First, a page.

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[LONDON] Just be glad you have a job.
That's the message London's investment banks will be giving their staff this year, with bonus pools set to be cut by at least a quarter, as the UK's decision to leave the European Union stymies dealmaking and threatens higher costs from moving staff, executives and recruiters said.
Some bankers won't even be that lucky, as a further round of job cuts in London are likely in September if client activity doesn't pick up, according to multiple banking executives, who asked not to be named discussing personnel matters.
"Lower revenues and lower profits mean compensation will be lower," HSBC Holdings Chairman Douglas Flint said in an interview last week, when asked whether Brexit will cut into banker compensation in London.
The Brexit vote has already resulted in turbulent markets and may put a chill on investment, another problem for European banks like Deutsche Bank AG, Barclays Plc and Credit Suisse Group AGthat are in the midst of dramatic reorganizations. The result will be an increase in "donut" bonuses - in other words, zero - for this year, and a broader review of compensation to cut costs in coming years.
"Reality is going to kick in - today it's about about job preservation, rather than bonuses," said Jason Kennedy, chief executive officer of recruitment firm Kennedy Group in London. "Things are going to change," and some people shouldn't expect any bonuses, he said.
London, the world's biggest centre for currency trading, cross-border bank lending and interest-rate derivatives, has lurched from one crisis to another since 2008, when tens of thousands of jobs were cut as Royal Bank of Scotland Group was nationalised and Lehman Brothers Holdings foundered.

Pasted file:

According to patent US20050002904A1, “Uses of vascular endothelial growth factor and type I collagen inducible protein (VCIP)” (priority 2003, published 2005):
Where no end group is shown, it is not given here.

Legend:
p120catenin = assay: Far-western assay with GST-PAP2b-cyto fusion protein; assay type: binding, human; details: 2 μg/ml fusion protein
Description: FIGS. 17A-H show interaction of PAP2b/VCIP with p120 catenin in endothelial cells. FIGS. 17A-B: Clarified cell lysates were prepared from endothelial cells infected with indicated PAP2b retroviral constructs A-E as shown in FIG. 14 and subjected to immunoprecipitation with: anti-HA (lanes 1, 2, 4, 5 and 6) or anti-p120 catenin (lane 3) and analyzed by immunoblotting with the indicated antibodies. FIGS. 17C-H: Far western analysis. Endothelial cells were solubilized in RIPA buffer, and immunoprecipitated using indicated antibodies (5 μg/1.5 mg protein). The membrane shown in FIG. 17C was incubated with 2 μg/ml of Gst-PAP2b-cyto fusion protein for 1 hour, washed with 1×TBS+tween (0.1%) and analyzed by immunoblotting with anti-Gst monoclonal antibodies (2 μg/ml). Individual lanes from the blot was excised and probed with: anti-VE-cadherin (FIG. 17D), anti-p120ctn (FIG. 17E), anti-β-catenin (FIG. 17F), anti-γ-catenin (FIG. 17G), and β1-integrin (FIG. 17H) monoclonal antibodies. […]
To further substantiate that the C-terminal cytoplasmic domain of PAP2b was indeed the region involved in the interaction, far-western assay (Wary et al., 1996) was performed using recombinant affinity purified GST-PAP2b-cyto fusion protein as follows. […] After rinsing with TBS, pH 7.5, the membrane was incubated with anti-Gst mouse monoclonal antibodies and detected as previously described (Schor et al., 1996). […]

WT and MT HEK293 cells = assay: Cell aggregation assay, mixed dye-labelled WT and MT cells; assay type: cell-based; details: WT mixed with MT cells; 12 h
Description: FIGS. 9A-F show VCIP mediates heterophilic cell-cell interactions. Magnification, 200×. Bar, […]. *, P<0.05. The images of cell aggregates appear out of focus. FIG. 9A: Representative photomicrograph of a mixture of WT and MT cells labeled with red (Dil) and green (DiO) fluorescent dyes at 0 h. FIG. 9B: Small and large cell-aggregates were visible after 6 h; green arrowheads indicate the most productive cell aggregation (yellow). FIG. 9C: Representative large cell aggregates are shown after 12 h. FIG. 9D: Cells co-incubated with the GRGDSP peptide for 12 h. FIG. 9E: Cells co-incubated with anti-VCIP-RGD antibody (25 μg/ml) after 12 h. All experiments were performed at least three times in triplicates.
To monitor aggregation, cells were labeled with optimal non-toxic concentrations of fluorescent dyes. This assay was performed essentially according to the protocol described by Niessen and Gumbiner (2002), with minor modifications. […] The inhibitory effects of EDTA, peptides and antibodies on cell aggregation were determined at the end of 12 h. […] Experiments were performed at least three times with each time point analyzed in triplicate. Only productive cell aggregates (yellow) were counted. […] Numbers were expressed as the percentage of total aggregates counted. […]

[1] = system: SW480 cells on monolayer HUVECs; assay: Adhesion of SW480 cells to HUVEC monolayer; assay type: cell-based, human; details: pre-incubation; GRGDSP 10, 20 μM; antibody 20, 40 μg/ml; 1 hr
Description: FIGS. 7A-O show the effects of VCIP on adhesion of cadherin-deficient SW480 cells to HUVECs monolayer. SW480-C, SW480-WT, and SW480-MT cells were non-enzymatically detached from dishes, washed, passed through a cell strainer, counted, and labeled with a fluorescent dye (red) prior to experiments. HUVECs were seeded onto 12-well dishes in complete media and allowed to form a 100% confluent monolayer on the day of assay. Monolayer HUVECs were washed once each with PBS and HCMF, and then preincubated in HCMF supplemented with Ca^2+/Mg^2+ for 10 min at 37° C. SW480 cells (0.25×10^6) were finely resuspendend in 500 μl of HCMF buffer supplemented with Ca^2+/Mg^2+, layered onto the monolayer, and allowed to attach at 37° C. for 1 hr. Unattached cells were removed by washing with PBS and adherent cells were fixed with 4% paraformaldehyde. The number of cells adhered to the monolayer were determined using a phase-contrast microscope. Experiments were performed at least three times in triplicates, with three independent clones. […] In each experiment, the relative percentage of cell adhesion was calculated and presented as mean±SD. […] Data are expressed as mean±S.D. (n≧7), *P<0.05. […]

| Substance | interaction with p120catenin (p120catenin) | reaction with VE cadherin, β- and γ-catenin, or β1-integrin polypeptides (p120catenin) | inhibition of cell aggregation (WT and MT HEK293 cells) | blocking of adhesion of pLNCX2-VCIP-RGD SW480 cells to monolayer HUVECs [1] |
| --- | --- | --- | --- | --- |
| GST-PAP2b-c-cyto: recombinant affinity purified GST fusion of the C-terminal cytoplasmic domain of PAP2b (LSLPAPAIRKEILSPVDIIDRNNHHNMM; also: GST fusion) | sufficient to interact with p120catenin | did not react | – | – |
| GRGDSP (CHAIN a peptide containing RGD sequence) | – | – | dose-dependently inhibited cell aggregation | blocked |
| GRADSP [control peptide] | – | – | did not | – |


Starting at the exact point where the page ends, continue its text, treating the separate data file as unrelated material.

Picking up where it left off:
Since then, the European banking sector has been hit with fines for past misconduct, with more than US$12.6 billion in penalties and settlements in 2015 alone.
Share prices reflect the gloom that record-low interest rates and slow dealmaking will continue to dent profit after the worst first quarter for trading since 2009.
Several European banks are down more than one-third this year, including Barclays, Deutsche Bank and Credit Suisse. That's heightened the pain felt by senior bankers who get a large portion of their pay in deferred stock.
"If we hadn't had the referendum results, this year was looking pretty tough anyway," said Jon Terry, a partner at PricewaterhouseCoopers in London, who estimates discretionary awards at European and UK firms may fall at least 25 per cent. "We haven't seen an end to various fines and compensation related to payment protection insurance and Libor. There are still billions of pounds being charged to the accounts."
"Ever since the financial crisis, there has been a need for reshaping the spend on compensation costs," Mr Terry said. "Brexit is possibly one of the biggest catalysts for the next stage of reduction."
On the advisory side, Goldman Sachs Group has said it expects a slump to continue as uncertainty about what Brexit will look like chills investment. The vote has already led to multiple deals being scrapped or reassessed. Even before the vote, announced mergers worldwide were down 11 per cent from a year earlier, while global equity issuance fell by more than half.
"It's a great opportunity to blame Brexit, giving people the message 'you're lucky enough to have a job,'" said Stephane Rambosson, managing partner at executive search firm DHR International in London. Bonuses could fall 30 per cent or more in some areas, he said.
Morgan Stanley analysts said in a note on June 29 that revenue from equities for European banks may fall about 18 per cent in 2016, while fixed income and investment banking may decline about 13 per cent each in the same period.
The uncertainty caused by Brexit may add to a dour mood in the City, as London's financial district is known. Deutsche Bank said last week that a survey of staff found fewer of the bank's employees feel committed to the lender than they were a year earlier, with less than half saying they are proud to work at the firm.
"How the Brexit vote will affect bonuses is as much up in the air as Brexit itself," said Nicholas Stretch, a partner with law firm CMS Cameron McKenna LLP. "Exchange rates for working out bonus pools, deals, trading volumes, even the importance of London to global banks and possible redundancy or re-location programs, are all unknown."
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